The Eirgrid Generation Adequacy Report 2008 to 2014 was published recently.
The report states that Ireland is facing a tight electricity supply situation:
“The most significant factor influencing this is the poor availability of the generation portfolio. Improved availability performance would greatly reduce the risk to security of supply. However if availability continues at the current low levels, then the system is facing immediate deficits.”
We are moving to less diversity of supply as all new generation capacity planned in the near future is either (Russian) gas or wind generated power.
The report recognises the benefits of moving demand to off-peak hours. “Shifting 1% of annual consumption from peak to off-peak hours would remove the requirement for approximately 135 MW.”
With regard to wind power generation (WPG) the report states. “There is also considerable investor interest in wind powered generation, however, due to its inherent characteristics, it offers limited generation adequacy benefits. Furthermore if WPG is installed at a linear rate of 270 MW per annum there would be just over 1,700 MW installed by the end of 2010. This should be sufficient to enable 18.0% of the electricity requirement to be provided from renewable sources and would mean that the Government’s target of 15% by 2010 is exceeded.”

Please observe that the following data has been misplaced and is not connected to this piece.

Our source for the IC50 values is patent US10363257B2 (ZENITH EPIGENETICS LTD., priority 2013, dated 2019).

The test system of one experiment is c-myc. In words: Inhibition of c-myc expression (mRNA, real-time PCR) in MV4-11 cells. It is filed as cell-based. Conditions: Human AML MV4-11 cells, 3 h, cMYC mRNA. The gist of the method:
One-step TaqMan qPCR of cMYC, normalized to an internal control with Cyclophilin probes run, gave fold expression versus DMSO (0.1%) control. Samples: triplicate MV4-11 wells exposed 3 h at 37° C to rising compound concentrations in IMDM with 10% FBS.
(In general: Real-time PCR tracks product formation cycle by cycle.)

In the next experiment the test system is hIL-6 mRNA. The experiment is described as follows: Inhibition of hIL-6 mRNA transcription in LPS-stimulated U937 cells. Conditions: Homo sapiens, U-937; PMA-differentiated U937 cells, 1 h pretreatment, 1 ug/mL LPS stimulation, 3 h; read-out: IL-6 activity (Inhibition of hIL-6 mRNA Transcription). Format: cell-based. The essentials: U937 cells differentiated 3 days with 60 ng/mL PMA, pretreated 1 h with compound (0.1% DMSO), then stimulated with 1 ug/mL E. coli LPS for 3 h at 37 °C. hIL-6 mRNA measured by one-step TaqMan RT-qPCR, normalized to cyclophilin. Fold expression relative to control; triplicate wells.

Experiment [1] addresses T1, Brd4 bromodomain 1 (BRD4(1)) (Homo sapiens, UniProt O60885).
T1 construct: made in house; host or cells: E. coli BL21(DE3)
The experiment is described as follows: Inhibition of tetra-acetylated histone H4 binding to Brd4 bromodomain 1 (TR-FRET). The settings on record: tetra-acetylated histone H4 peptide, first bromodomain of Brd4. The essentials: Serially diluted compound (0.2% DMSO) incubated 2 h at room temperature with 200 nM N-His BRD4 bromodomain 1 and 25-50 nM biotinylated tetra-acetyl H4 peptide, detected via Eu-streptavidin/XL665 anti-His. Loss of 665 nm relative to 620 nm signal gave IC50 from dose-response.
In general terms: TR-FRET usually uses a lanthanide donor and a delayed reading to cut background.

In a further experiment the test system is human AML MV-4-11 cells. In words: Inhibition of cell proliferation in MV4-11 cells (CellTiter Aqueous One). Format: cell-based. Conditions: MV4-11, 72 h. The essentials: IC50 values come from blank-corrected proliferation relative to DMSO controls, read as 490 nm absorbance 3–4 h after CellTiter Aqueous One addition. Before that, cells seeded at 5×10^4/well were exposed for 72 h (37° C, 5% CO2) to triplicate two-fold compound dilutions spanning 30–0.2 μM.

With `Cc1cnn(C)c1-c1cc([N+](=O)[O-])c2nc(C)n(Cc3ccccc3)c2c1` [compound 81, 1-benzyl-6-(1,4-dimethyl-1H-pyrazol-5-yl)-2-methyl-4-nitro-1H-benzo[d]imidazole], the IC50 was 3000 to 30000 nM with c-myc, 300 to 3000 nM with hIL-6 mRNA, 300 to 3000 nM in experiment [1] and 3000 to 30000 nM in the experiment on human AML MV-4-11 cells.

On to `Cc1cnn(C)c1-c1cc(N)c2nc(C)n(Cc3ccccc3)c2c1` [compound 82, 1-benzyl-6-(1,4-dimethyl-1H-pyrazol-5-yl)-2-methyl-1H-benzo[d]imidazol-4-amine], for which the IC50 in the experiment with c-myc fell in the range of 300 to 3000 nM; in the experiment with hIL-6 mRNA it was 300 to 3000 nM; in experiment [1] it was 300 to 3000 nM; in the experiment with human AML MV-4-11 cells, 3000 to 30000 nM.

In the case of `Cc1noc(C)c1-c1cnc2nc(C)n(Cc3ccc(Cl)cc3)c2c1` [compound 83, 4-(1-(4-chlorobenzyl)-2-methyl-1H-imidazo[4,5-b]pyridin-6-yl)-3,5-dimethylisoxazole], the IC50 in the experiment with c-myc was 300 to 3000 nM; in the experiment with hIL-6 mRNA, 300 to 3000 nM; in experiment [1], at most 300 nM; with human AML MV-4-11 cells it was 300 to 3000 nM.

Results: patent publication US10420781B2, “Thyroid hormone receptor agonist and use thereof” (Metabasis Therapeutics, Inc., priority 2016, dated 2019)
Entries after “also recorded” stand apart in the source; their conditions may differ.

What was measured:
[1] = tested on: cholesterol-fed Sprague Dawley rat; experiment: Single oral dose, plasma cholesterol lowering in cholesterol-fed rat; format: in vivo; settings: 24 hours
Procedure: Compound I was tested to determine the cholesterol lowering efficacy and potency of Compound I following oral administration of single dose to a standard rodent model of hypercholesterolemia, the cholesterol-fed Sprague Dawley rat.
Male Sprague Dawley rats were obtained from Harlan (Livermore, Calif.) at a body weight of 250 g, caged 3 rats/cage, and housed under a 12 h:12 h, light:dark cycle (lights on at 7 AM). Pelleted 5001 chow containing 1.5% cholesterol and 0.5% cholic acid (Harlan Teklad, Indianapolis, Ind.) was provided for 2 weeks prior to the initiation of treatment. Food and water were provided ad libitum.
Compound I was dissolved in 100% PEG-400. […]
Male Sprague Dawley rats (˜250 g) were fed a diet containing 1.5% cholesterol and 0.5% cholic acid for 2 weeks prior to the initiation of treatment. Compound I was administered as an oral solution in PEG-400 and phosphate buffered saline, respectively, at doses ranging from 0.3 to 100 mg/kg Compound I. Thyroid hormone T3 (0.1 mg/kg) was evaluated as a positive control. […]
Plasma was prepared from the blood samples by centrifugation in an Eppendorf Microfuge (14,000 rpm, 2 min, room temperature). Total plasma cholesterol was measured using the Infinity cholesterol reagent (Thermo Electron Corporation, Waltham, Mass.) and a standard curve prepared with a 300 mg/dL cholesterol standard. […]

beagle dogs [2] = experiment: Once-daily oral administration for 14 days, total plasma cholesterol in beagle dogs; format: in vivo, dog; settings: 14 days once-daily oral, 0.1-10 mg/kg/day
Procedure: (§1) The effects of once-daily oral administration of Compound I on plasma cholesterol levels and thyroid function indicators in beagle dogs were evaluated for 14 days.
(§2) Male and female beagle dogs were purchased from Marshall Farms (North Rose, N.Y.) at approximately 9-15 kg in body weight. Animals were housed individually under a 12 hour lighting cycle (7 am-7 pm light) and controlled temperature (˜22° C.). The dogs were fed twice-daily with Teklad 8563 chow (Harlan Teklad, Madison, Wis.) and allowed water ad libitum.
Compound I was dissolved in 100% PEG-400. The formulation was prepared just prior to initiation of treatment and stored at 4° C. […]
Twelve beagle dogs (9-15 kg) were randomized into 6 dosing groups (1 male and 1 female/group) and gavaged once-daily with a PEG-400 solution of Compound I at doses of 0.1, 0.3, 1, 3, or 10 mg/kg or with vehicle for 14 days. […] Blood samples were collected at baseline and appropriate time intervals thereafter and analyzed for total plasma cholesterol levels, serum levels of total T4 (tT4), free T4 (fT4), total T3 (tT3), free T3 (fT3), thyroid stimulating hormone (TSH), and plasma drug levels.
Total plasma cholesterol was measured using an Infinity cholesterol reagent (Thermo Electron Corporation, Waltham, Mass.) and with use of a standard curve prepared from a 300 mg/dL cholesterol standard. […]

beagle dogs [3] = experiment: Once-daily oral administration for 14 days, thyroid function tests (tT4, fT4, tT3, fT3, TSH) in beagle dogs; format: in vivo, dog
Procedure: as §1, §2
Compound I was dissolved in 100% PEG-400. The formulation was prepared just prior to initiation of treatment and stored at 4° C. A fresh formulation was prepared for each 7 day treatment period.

The problem with wind energy is, of course, that it’s only available when the wind blows. That means that it has very little effect on supply adequacy.
Furthermore the contribution of WPG towards generation adequacy (i.e. Capacity Credit of WPG) has not keep pace with the growth in installed capacity or energy supplied. In fact, while installed WPG capacity has increased by 40% per annum over the last 5 years, in the same period the capacity credit (as a percentage of installed WPG capacity) has fallen from 35 to 24 %, see Figure 4-7. As outlined in Section 2.3(b), this is due to the inherent inability of WPG to behave as a number of fully independent power plants. All WPG in Ireland tends to act more or less in unison as wind speeds rise and fall across the country. The probability that all WPG will cease generation for a period of time (as a result of wind conditions) limits its ability to ensure continuity of supply and thus its benefit from a generation adequacy perspective.
EirGrid recognise the benefits of moving demand to off peak times. They do not acknowledge in the report that energy demand management (EDM) can improve WPG adequacy if the EDM is operated based on actual current wind energy production rather than on tine based tariffs. In particular the possibility of stimulating demand at times of excess wind energy could reduce or eliminate the need for wind farm curtailment.